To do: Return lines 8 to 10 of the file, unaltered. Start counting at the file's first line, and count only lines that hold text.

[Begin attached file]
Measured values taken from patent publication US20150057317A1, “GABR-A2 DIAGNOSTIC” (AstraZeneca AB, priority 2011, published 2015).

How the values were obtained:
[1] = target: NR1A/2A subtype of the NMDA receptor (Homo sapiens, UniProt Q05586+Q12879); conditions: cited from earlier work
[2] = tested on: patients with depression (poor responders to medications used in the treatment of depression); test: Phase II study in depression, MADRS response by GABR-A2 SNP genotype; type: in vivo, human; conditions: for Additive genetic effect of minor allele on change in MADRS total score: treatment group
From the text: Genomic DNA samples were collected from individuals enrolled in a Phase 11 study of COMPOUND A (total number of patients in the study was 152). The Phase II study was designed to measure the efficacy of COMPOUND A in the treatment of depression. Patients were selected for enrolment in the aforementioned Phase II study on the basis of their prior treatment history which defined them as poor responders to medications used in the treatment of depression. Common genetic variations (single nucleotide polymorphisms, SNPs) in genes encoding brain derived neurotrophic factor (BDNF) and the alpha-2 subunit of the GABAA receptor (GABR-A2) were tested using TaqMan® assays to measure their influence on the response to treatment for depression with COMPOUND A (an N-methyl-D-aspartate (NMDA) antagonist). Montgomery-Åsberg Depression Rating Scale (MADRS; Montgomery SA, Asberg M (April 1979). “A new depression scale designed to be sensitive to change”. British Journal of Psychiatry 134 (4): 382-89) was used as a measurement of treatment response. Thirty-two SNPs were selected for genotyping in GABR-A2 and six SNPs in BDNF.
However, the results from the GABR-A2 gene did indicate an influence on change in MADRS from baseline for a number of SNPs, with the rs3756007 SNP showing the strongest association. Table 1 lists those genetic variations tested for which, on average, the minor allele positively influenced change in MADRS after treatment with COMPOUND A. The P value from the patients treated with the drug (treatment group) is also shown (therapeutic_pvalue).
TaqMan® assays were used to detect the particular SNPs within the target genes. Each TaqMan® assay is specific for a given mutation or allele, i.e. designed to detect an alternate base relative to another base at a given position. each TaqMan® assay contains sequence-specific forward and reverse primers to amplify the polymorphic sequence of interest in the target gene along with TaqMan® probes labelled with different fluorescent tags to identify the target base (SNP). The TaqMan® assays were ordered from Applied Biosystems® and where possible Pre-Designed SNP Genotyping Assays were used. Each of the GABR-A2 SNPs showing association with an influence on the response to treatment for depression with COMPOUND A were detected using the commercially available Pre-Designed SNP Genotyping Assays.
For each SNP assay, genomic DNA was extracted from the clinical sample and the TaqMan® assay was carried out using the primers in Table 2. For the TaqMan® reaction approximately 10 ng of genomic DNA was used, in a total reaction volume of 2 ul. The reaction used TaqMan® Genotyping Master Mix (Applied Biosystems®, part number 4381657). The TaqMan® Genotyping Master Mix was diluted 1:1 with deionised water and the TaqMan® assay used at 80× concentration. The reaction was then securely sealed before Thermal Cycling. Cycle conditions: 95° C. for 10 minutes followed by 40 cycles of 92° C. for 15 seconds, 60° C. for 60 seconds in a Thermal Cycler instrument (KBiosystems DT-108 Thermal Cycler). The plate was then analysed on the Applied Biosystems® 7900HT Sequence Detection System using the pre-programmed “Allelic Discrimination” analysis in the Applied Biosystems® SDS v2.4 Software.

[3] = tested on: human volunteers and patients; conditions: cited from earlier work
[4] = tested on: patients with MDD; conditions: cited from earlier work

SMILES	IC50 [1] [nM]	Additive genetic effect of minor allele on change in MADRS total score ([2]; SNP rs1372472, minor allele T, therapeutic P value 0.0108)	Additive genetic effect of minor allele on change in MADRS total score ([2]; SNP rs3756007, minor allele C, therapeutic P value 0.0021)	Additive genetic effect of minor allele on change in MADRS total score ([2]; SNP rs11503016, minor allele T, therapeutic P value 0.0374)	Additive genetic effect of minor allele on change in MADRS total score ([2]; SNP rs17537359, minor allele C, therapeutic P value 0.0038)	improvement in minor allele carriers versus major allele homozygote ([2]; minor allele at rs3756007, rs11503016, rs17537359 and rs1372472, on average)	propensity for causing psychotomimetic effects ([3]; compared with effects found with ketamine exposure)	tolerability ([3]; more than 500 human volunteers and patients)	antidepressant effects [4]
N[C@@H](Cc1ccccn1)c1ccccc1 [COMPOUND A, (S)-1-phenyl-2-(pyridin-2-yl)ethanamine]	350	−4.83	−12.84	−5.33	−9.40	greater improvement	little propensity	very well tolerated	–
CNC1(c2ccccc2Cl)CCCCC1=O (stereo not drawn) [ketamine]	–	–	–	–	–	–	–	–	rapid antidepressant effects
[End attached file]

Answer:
For each SNP assay, genomic DNA was extracted from the clinical sample and the TaqMan® assay was carried out using the primers in Table 2. For the TaqMan® reaction approximately 10 ng of genomic DNA was used, in a total reaction volume of 2 ul. The reaction used TaqMan® Genotyping Master Mix (Applied Biosystems®, part number 4381657). The TaqMan® Genotyping Master Mix was diluted 1:1 with deionised water and the TaqMan® assay used at 80× concentration. The reaction was then securely sealed before Thermal Cycling. Cycle conditions: 95° C. for 10 minutes followed by 40 cycles of 92° C. for 15 seconds, 60° C. for 60 seconds in a Thermal Cycler instrument (KBiosystems DT-108 Thermal Cycler). The plate was then analysed on the Applied Biosystems® 7900HT Sequence Detection System using the pre-programmed “Allelic Discrimination” analysis in the Applied Biosystems® SDS v2.4 Software.

[3] = tested on: human volunteers and patients; conditions: cited from earlier work
[4] = tested on: patients with MDD; conditions: cited from earlier work